Page 2 of 7 FirstFirst 1234567 LastLast
Results 14 to 26 of 88
  1. #14
    Join Date
    Apr 2008
    Posts
    14
    Quote Originally Posted by air311 View Post
    If the furnace was in the house when you bought it, then you ain't really losing out by putting a new one in. The difference between a 80% and 90+% is a big one. I'd replace the whole system and put in matching components.
    Sure I am, I'm losing the thousands of dollars a new furnace would cost me. And I would only be gaining the $100-200 or so I would save each year. Doesn't add up.

  2. #15
    Join Date
    Jun 2007
    Location
    The Twilight Zone
    Posts
    2,964
    Quote Originally Posted by jaguar36 View Post
    That may be all well and good for the initial setup, but what happens when next year (or even next month) the prices for gas and electricity have changed? I'm not gonna be calling the contractor every few months to come adjust the change over temp, so is that something that I could do myself?
    You can start at 32F change-over, and go down from there.

    If you go too low, the heat pump will run constantly while the house temperature drops. If it drops 2 degrees, the auxillary heat (gas furnace) will kick on and run the house to the setpoint temperature.

    Yes, you can change the change-over temp yourself.

  3. #16
    Join Date
    Apr 2008
    Posts
    14
    Quote Originally Posted by Jopopsy View Post
    Okay, so can somebody tell me what the conversion factor is for Propane?
    I don't know much about propane, but according to Ye Olde Wikipedia, its 91,600 BTU per liquid gallon.

  4. #17
    Join Date
    Jun 2007
    Location
    The Twilight Zone
    Posts
    2,964
    Quote Originally Posted by air311 View Post
    If the furnace was in the house when you bought it, then you ain't really losing out by putting a new one in. The difference between a 80% and 90+% is a big one. I'd replace the whole system and put in matching components.
    The difference between 80% and 95% is 15%. If he upgraded the furnace, he would be saving 15% of the cost of natural gas for his heating bill. If he uses the heat pump for primary heat, the gas furnace would only be for back-up.

  5. #18
    Join Date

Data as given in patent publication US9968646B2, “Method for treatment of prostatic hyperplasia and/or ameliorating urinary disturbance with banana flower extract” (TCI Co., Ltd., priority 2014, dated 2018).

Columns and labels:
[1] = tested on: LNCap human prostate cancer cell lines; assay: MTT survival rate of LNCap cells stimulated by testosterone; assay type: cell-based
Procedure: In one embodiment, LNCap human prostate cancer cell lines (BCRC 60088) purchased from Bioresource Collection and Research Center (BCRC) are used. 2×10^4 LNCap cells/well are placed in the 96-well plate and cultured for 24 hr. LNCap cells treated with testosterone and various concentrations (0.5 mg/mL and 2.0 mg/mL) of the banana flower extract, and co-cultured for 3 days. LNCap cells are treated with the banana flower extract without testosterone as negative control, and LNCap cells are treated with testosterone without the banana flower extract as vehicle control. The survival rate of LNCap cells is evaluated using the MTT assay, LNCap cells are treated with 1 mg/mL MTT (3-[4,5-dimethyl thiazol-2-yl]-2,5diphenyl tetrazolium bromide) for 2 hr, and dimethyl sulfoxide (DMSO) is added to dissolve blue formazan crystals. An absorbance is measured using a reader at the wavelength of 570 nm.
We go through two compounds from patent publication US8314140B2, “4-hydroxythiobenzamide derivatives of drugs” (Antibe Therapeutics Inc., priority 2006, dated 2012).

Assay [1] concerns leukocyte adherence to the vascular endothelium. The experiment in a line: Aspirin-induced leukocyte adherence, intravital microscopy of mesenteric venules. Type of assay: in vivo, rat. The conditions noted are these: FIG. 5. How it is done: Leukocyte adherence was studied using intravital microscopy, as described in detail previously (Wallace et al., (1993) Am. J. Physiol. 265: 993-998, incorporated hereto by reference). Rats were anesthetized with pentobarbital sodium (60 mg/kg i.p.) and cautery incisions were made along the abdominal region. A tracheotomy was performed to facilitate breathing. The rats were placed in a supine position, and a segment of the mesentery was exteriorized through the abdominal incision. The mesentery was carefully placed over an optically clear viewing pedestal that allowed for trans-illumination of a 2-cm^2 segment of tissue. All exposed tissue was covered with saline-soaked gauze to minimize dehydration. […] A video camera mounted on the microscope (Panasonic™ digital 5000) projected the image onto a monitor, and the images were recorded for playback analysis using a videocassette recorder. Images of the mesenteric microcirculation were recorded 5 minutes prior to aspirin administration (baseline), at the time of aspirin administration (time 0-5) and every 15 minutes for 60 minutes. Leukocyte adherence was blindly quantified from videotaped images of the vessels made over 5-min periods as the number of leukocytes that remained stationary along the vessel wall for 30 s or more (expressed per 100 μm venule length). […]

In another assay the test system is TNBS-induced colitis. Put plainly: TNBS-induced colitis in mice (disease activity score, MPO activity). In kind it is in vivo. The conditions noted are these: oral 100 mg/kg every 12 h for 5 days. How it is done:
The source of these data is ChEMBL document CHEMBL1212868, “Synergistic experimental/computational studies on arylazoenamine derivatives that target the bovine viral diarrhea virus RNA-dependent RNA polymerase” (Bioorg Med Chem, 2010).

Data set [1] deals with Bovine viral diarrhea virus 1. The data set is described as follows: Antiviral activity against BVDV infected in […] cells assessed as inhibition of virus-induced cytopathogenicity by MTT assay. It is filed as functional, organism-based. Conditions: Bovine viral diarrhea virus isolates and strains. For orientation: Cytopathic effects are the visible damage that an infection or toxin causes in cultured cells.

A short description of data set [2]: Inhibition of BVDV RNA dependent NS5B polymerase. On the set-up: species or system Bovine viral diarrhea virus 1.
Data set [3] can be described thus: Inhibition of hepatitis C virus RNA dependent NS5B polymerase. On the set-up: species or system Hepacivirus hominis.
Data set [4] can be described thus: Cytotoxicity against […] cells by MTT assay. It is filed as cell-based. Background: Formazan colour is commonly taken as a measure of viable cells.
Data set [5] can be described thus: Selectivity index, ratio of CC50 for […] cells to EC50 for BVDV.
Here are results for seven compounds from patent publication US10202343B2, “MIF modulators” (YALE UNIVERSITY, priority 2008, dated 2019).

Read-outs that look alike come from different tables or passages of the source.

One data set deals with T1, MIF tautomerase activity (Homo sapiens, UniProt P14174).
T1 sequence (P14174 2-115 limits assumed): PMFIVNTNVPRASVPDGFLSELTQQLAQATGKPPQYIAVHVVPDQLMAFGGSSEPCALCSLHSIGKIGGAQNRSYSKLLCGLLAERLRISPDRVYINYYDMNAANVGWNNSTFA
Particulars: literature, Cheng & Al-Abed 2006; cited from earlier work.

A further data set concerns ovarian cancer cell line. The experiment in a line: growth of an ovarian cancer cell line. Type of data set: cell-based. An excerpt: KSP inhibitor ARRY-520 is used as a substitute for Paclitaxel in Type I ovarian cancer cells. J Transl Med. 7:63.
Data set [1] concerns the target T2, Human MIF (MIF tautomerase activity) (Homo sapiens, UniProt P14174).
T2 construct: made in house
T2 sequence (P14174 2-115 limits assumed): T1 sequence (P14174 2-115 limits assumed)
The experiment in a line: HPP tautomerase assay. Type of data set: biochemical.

Jun 2007
    Location
    The Twilight Zone
    Posts
    2,964
    Quote Originally Posted by jaguar36 View Post
    I don't know much about propane, but according to Ye Olde Wikipedia, its 91,600 BTU per liquid gallon.
    Propane is one of the most expensive heating fuels.

    Cost for 1 million btus from Propane at $2.50 gallon, 80% efficient furnace:
    (1,000,000 / 91,600) x 2.50 / .8
    = $34.11

    Ouch.

  6. #19
    Join Date
    Mar 2008
    Location
    Jackson, NJ
    Posts
    176
    So the propane formulat would be:

    (1,000,000 / 91,600) * Cost of Propane / Efficiency of Furnace

    Cool.

    I will set up a spreadsheet and update the variables yearly in order to establish my set point. I will obsess over these newfound figures to the chagrin of my poor wife.

  7. #20
    Join Date
    Jan 2008
    Location
    Wisconsin
    Posts
    1,125
    Quote Originally Posted by jaguar36 View Post
    Sure I am, I'm losing the thousands of dollars a new furnace would cost me. And I would only be gaining the $100-200 or so I would save each year. Doesn't add up.
    $100 to $200 each year? A 90+ plus furnace should save more than that, way more if matched with a heat pump. I'm a fan of matching all components of a system, so that's why I would suggest replacing the furnace. You're going to have to replace it down the road eventually, and when you do you'll have an older heat pump or A/C system that will have to be matched with a new furnace. Might be cheaper in the long run to replace it all at once.

  8. #21
    Join Date
    Mar 2008
    Location
    Jackson, NJ
    Posts
    176
    Quote Originally Posted by gary_g View Post
    Propane is one of the most expensive heating fuels.

    Cost for 1 million btus from Propane at $2.50 gallon, 80% efficient furnace:
    (1,000,000 / 91,600) x 2.50 / .8
    = $34.11

    Ouch.